Shortly after Lex Luger’s “Lex Express” run failed miserably to promote him as WWE’s top face, the “Total Package” aligned himself with The British Bulldog, who found himself lost in the shuffle when it came to the main event scene.
Uniting the United States and the United Kingdom as Allied Powers (possibly a homage to the Allied Powers of World War II), Luger and Davey Boy Smith were two forces that simply couldn’t gel and captivate audiences, hence beating lesser teams like Well Dunn and The Heavenly Bodies before Smith turned heel towards the end of their run.
They were a prime example of a packaged tag team that forced a partnership between two athletes better off finding their own way through the thick and thin.
6. Pretty Wonderful
During the early-1990s in WCW, Paul Roma, who was one half of WWE’s Power & Glory along with Hercules, befriended another WWE legend Paul Orndorff and formed Pretty Wonderful (after Roma’s tag title run with Arn Anderson). Roma adopted the “Pretty” moniker, while Orndorff was then known as “Mr. Wonderful,” and during their time as partners, they made a case to be considered one of the best tag teams in the world.
The two gifted athletes mainly feuded against teams such as Stars & Stripes, The Nasty Boys and Cactus Jack & Kevin Sullivan, and won the WCW World Tag Team Championship twice.
It’s easy to forget the team of PG-13, because apart from being the rappers of the Nation of Domination, they never quite amounted to anything else in WWE.
J.C. Ice and Wolfie D held the United States Wrestling Association (USWA) World Tag Team titles a whopping 16 times during their tenure in the promotion (They were often billed as a duo known as Cyberpunks). WWE tried to emulate their success by bringing them in, but they only rose to prominence as two obnoxious members of Faarooq’s nation.
They also briefly competed in ECW, WCW and Memphis Wrestling. J.C. Ice is better known as Jamie Dundee to indie wrestling aficionados and Wolfie D competed as Slash in TNA as a member of the Disciples of The New Church.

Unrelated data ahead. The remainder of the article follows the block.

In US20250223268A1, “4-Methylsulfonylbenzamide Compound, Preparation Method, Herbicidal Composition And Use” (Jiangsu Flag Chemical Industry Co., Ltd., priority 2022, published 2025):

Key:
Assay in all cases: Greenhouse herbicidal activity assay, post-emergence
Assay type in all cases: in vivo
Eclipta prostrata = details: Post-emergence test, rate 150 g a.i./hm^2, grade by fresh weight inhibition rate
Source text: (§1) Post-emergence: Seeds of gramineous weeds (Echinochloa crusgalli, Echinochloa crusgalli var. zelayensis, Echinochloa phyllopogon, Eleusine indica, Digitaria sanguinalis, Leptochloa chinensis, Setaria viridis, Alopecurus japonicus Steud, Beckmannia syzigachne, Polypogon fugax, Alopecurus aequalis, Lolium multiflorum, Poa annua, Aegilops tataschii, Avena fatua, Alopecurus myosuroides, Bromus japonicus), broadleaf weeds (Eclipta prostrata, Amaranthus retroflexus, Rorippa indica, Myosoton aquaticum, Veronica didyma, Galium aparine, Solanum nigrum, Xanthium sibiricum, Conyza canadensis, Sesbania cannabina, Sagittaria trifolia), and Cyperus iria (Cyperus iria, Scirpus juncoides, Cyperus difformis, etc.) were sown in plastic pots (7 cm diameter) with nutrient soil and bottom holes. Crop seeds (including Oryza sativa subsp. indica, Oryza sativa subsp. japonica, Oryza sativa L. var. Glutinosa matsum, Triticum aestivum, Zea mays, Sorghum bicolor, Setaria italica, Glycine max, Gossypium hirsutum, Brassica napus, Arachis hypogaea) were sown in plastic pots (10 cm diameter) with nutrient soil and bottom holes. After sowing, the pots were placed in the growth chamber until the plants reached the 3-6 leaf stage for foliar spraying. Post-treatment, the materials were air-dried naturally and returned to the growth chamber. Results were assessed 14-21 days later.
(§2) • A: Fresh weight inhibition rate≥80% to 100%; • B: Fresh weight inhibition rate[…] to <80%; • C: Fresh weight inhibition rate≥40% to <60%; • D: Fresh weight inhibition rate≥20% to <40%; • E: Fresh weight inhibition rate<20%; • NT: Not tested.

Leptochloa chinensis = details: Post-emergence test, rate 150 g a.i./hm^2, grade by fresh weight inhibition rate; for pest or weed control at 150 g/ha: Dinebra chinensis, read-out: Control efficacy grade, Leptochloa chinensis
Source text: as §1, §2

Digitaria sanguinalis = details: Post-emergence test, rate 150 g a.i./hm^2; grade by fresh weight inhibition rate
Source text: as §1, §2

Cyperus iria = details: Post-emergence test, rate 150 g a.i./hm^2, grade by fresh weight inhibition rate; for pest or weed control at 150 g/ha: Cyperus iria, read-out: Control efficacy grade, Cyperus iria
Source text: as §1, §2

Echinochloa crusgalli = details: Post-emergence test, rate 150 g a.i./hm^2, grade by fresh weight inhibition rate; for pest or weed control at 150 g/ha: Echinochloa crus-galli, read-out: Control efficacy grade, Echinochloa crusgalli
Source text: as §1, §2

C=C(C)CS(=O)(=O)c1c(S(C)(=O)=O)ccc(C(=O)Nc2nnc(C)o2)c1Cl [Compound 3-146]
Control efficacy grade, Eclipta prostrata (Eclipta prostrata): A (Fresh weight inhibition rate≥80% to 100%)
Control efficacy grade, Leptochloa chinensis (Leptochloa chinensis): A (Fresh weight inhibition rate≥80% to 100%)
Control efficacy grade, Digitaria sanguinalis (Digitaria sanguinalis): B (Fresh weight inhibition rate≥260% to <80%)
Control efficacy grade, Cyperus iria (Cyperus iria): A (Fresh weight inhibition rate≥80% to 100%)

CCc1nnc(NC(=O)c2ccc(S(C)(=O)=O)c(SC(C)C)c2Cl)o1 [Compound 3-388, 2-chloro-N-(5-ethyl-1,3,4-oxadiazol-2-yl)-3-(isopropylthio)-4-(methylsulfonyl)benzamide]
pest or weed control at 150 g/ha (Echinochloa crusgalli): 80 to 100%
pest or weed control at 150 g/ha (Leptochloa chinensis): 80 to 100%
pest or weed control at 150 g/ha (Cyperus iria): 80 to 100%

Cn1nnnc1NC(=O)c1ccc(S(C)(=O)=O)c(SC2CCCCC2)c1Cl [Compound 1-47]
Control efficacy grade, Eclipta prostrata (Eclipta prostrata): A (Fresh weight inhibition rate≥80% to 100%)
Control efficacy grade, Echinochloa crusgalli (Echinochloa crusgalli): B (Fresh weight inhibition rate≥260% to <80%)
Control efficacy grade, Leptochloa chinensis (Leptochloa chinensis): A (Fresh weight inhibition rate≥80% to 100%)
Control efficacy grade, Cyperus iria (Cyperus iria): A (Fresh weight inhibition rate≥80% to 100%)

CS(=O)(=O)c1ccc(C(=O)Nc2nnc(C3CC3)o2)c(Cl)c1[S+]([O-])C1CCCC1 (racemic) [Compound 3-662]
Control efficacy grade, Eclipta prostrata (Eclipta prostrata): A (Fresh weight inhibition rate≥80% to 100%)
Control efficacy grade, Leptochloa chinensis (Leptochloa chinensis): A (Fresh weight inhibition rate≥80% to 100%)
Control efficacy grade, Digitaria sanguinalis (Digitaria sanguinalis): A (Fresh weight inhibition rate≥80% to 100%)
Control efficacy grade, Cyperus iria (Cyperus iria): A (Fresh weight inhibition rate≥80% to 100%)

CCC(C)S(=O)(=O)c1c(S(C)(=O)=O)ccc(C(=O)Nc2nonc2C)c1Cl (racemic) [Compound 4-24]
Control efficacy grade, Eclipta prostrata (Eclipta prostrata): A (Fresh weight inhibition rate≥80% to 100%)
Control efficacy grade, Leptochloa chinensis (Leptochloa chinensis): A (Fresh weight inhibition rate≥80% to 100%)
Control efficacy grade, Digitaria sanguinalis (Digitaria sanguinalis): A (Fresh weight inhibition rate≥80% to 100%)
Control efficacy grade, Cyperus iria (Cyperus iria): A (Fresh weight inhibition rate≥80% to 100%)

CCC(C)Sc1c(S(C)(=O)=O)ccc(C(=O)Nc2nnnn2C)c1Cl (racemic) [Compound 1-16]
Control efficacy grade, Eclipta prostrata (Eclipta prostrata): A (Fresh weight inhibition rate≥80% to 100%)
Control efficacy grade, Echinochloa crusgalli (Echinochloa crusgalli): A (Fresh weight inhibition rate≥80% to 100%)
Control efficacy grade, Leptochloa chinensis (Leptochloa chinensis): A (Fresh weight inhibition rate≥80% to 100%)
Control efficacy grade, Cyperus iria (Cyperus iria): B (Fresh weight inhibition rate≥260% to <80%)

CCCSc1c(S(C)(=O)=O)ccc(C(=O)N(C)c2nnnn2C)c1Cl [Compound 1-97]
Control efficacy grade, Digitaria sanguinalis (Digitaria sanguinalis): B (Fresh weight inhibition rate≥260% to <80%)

4. Shawn Michaels & Steve Austin
The “Heartbreak Kid” Shawn Michaels and “Stone Cold” Steve Austin were arguably the best packaged team ever consisting of two guys who really didn’t need to compete as a tag team.
Michaels, who held tag titles with Triple H, Diesel and John Cena during his illustrious career, won the WWE Tag Team Championship alongside the “Rattlesnake,” defeating Hart & Smith on an episode of Monday Night Raw during 1997.
Both Michaels and Austin hated each other and their triumph came before their King of The Ring 1997 encounter, which determined who the team captain would be. The match ended in double disqualification and HBK would be stripped of his title due to injuries, which forced Austin to team up with Dude Love.
3. The Can-Am Express
Making their WWE debut at Survivor Series 1996, the team of Doug Furnas and Phil LaFon (aka Dan Kroffat) were incredibly successful abroad, winning AJPW’s All Asia Tag Team Championship five times. They also won Match of the Year honors in the Wrestling Observer Newsletter Awards in 1992 when they lost their titles to Kenta Kobashi and Tsuyoshi Kikuchi.
Furnas and LaFon, who were both no slouches when competing alone, feuded with teams such as Owen Hart & The British Bulldog and The Legion of Doom before hoisting tag team gold in ECW for only 24 hours.
2. The Headhunters
The Headhunters were introduced in the Royal Rumble Match at the 1996 pay-per-view as The Squat Team. Later managed by Jim Cornette, WWE opted to call them The Arabian Butchers before they were shipped off to ECW for a second stint with the Philadelphia-based promotion.
Both Headhunter A and Headhunter B (twin brothers) weren’t exactly Hall of Fame worthy talents, yet they were hard-working freelancers, having spent a good amount of time brushing up on their skills in both Japan and Mexico.
1. The Flying Nuns
During the adventurous Shotgun Saturday Night days, WWE was in dire need of something more edgy than their habitual product. The Saturday night show, filmed from different locations in New York City, didn’t exactly change the landscape of the business, but offered fans unforgettable moments, like Marlena flashing The Sultan and The Undertaker throwing Triple H down an escalator.
The Flying Nuns, managed by Brother Love, competed on the first ever broadcast as two high-flyers dressed as nuns and made the sign of the cross before and after their matches. It must have been horrid for Mosh and Thrasher to compete wearing veils and fortunately for them, the religious habits were traded in for White Zombie t-shirts and plaid skirts shortly after.